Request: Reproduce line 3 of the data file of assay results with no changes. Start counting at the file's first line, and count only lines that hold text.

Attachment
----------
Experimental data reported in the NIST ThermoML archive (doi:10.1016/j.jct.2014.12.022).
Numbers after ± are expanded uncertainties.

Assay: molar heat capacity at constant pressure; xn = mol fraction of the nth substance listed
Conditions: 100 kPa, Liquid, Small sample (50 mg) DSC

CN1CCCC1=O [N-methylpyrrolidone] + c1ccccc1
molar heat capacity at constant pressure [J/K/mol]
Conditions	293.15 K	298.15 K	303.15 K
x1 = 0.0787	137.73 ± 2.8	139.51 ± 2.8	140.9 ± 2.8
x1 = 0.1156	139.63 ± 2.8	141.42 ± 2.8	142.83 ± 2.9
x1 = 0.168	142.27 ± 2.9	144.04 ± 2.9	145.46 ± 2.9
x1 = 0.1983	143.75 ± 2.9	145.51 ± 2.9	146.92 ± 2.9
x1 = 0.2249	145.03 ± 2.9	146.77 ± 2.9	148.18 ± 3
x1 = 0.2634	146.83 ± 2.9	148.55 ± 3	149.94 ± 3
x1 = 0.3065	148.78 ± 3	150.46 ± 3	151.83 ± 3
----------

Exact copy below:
Assay: molar heat capacity at constant pressure; xn = mol fraction of the nth substance listed